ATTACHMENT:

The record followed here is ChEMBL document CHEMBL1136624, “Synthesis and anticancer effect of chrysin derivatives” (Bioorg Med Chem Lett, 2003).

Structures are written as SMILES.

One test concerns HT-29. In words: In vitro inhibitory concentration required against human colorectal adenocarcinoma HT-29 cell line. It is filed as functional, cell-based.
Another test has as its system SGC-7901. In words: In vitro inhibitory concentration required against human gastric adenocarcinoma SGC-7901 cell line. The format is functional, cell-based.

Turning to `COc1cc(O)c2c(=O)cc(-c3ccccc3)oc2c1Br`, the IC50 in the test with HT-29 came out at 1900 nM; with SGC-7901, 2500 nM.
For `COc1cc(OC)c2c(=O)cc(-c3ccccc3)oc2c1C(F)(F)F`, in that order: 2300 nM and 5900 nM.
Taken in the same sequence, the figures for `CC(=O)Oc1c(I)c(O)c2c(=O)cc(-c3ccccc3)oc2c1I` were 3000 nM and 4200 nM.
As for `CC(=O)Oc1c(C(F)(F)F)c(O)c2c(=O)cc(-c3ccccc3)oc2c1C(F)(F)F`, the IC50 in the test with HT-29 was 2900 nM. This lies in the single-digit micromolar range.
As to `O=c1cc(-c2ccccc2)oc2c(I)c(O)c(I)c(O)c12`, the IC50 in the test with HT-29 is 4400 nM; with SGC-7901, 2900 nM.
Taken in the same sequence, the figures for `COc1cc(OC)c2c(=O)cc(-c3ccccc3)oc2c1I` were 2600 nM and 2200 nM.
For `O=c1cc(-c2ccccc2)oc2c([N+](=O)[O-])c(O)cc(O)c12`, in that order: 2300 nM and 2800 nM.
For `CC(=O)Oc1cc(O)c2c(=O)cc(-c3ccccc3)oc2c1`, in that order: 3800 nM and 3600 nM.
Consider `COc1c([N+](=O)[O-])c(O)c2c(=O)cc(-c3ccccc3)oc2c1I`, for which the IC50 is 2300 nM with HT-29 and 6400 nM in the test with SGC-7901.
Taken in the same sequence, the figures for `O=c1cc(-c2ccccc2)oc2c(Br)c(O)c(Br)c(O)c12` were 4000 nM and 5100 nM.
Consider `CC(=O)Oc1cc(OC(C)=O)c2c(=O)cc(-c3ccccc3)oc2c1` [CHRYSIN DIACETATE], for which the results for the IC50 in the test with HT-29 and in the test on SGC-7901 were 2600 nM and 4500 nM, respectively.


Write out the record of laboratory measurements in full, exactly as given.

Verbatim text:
The record followed here is ChEMBL document CHEMBL1136624, “Synthesis and anticancer effect of chrysin derivatives” (Bioorg Med Chem Lett, 2003).

Structures are written as SMILES.

One test concerns HT-29. In words: In vitro inhibitory concentration required against human colorectal adenocarcinoma HT-29 cell line. It is filed as functional, cell-based.
Another test has as its system SGC-7901. In words: In vitro inhibitory concentration required against human gastric adenocarcinoma SGC-7901 cell line. The format is functional, cell-based.

Turning to `COc1cc(O)c2c(=O)cc(-c3ccccc3)oc2c1Br`, the IC50 in the test with HT-29 came out at 1900 nM; with SGC-7901, 2500 nM.
For `COc1cc(OC)c2c(=O)cc(-c3ccccc3)oc2c1C(F)(F)F`, in that order: 2300 nM and 5900 nM.
Taken in the same sequence, the figures for `CC(=O)Oc1c(I)c(O)c2c(=O)cc(-c3ccccc3)oc2c1I` were 3000 nM and 4200 nM.
As for `CC(=O)Oc1c(C(F)(F)F)c(O)c2c(=O)cc(-c3ccccc3)oc2c1C(F)(F)F`, the IC50 in the test with HT-29 was 2900 nM. This lies in the single-digit micromolar range.
As to `O=c1cc(-c2ccccc2)oc2c(I)c(O)c(I)c(O)c12`, the IC50 in the test with HT-29 is 4400 nM; with SGC-7901, 2900 nM.
Taken in the same sequence, the figures for `COc1cc(OC)c2c(=O)cc(-c3ccccc3)oc2c1I` were 2600 nM and 2200 nM.
For `O=c1cc(-c2ccccc2)oc2c([N+](=O)[O-])c(O)cc(O)c12`, in that order: 2300 nM and 2800 nM.
For `CC(=O)Oc1cc(O)c2c(=O)cc(-c3ccccc3)oc2c1`, in that order: 3800 nM and 3600 nM.
Consider `COc1c([N+](=O)[O-])c(O)c2c(=O)cc(-c3ccccc3)oc2c1I`, for which the IC50 is 2300 nM with HT-29 and 6400 nM in the test with SGC-7901.
Taken in the same sequence, the figures for `O=c1cc(-c2ccccc2)oc2c(Br)c(O)c(Br)c(O)c12` were 4000 nM and 5100 nM.
Consider `CC(=O)Oc1cc(OC(C)=O)c2c(=O)cc(-c3ccccc3)oc2c1` [CHRYSIN DIACETATE], for which the results for the IC50 in the test with HT-29 and in the test on SGC-7901 were 2600 nM and 4500 nM, respectively.